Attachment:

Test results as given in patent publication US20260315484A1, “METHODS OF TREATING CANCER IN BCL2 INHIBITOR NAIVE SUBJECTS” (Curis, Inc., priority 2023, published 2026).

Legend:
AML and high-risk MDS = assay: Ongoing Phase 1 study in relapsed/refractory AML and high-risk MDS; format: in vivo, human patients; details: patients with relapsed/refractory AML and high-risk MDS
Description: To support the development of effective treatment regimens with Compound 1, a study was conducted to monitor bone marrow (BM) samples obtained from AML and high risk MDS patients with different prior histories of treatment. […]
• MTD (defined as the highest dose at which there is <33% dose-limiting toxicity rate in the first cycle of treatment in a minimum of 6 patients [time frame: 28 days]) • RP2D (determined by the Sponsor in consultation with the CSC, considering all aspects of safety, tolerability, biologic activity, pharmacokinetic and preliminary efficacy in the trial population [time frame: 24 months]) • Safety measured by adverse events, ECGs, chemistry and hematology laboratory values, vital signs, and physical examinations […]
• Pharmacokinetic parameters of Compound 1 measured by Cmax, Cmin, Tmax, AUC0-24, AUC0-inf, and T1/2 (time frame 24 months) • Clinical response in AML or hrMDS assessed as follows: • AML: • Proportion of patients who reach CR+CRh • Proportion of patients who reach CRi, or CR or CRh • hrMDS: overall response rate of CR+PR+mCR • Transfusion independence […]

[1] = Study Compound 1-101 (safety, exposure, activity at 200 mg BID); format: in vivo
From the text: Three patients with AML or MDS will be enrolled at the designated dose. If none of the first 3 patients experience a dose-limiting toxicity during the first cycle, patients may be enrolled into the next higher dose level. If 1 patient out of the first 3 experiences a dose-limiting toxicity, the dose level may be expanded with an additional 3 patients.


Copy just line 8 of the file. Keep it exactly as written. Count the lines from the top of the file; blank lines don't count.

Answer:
From the text: Three patients with AML or MDS will be enrolled at the designated dose. If none of the first 3 patients experience a dose-limiting toxicity during the first cycle, patients may be enrolled into the next higher dose level. If 1 patient out of the first 3 experiences a dose-limiting toxicity, the dose level may be expanded with an additional 3 patients.